Home > Interpretation, Theology > PaRDeS – the four levels of interpretation

PaRDeS – the four levels of interpretation

The PaRDeS system was first published in the Zohar in the second century, but it is evidently much older than that. The NT authors use all four levels, and thus, their understanding is crucial to understanding the NT.

This article can be found on various sites. Reproducing it here in no way means my agreement with those sites.

The Hebrew/Aramaic word PARDES is spelled in Hebrew and Aramaic without vowels as PRDS. PaRDeS refers to a park or garden, esp. the Garden of Eden. The word appears three times in the Aramaic New Testament (Lk. 23:43; 2Cor. 12:4 & Rev. 2:7).

The word PRDS is also an acronym (called in Judaism "notarikon") for:

  • (P)ashat (Heb. "simple")
  • (R)emez (Heb. "hint")
  • (D)rash (Heb. "search")
  • (S)od (Heb. "hidden")

These are the four levels of understanding the scriptures. Each layer is deeper and more intense than the last, like the layers of an onion.

The first level of understanding is PASHAT (simple). The Pashat is the literal meaning. It is similar to what Protestant hermeneutics calls "Grammatical Historical Exogesis" and also similar to what Protestant Hermeneutics calls "The Literal Principle."

The PASHAT is the plain, simple meaning of the text; understanding scripture in its natural, normal sense using the customary meanings of the words being used, in accordance with the primary exegetical rule in the Talmud that no passage loses its PASHAT (b.Shab. 63a; b.Yeb. 24a). While there is figurative language (like Ps. 36:7) symbolism (like Rom. 5:14); allegory (like Gal. 4:19-31) and hidden meanings (like Rev. 13:18; see also 1Cor. 2:7) in the Scriptures, the first thing to look for is the literal meaning or PASHAT.
The following rules of thumb can be used to determine if a passage is figurative and therefore figurative even in its PASHAT:

When an inanimate object is used to describe a living being, the statement is figurative.
(Example: Prov. 18:10)

When life and action are attributed to an inanimate object the statement is figurative.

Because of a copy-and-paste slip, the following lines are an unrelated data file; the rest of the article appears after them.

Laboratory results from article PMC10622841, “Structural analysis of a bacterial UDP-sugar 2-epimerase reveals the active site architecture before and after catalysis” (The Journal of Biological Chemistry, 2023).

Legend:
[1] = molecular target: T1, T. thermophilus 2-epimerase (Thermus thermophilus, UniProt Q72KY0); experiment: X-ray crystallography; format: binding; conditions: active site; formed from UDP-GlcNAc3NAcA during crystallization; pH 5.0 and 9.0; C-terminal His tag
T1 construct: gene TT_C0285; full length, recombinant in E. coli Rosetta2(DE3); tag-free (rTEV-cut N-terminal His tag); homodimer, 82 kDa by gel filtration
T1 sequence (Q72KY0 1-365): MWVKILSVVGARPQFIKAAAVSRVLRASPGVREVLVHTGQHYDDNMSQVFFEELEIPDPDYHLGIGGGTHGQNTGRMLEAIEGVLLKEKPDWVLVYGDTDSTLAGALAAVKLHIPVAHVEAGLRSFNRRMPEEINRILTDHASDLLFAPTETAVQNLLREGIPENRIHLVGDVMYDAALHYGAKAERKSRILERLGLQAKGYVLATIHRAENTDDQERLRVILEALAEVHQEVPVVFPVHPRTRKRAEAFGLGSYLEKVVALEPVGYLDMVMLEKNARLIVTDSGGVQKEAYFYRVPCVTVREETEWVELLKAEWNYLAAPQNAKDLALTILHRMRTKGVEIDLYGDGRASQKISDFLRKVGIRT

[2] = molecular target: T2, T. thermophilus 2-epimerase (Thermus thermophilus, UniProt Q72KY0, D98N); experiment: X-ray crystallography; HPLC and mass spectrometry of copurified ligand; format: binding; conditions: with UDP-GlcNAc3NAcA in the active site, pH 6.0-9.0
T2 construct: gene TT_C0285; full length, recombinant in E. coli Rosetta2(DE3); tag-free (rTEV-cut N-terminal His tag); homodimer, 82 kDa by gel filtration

(Example: same example Prov. 18:10)

When an expression is out of character with the thing described, the statement is figurative.
(Example: Ps. 17:8)

The PASHAT is the keystone of Scripture understanding. If we discard the PASHAT we lose any real chance of an accurate understanding. We are left with a no-holds-barred game of pure imagination in which we are no longer objectively deriving meaning from the Scriptures (exogesis), but subjectively reading meaning into the scriptures (eisogesis) (see 2Pt. 1:20-21; 1Tim. 4:3-4). Thus the Talmud twice warns us: "No passage loses its PASHAT" (b.Shab. 63a; b.Yeb. 24a).

The next level of understanding is called in Hebrew REMEZ (hint). This is the implied meaning of the text. Peculiarities in the text are regarded as hinting at a deeper truth than that conveyed by its PASHAT.

An example of implied "REMEZ" meaning may be found in Ex. 21:26-26-27 where we are told of our liability regarding eyes and teeth. By the "REMEZ" understanding we know that this liability also applies to other body parts.

Another level of understanding the Scriptures is called in Hebrew "drash" meaning "search", this is the allegorical, typological or homiletical application of the text. Creativity is used to search the text in relation to the rest of the Scriptures, other literature, or life itself in order to develop an allegorical, typological or homiletical application of the text. This process involves eisogesis (reading of the text) of the text.
Three important rules of thumb in utilizing the drash level of understanding a scripture are:

[1] A drash understanding can not be used to strip a passage of its PASHAT meaning, nor may any such understanding contradict any PASHAT meaning of any other scripture passage. As the Talmud states "No passage loses its PASHAT." (b. Shab. 63a; b.Yeb. 24a)

[2] Let scripture interpret scripture. Look for the scriptures themselves to define the components of an allegory. For example use Mt. 12:18-23 to understand Mt. 13:3-9; Rev. 1:20 to understand Rev. 1:12-16; Rev. 17:7-18 to understand Rev. 17:2-8 ect…

[3] The primary components of an allegory represent specific realities. We should limit ourselves to these primary components when understanding the text.

Mt. 2:15 on Hosea 11:1
Mt. 3:11 on Is. 40:3
Rom. 5:14 (14-21) on Gen. 3:1-24
I Cor. 4:6
Gal. 4:24(21-31) on Gen. 17-22
Col 2:17
Heb. 8:5 on priesthood
Heb. 9:9, 24 on the Tabernacle
Heb. 10:1 on the Torah
Heb. 11:19 on Gen. 22:1f
1Pt. 3:21 on Gen. 6-9

The final level of understanding the Scriptures is called in Hebrew "SOD" meaning "hidden". This understanding is the hidden, secret or mystic meaning of a text. (See I Cor. 2:7-16 esp. 2:7). This process often involves returning the letters of a word to their prime-material state and giving them new form in order to reveal a hidden meaning. An example may be found in Rev. 13:18 where the identity of the Beast is expressed by its numeric value 666.

Dr. James Trimm

Categories: Interpretation, Theology
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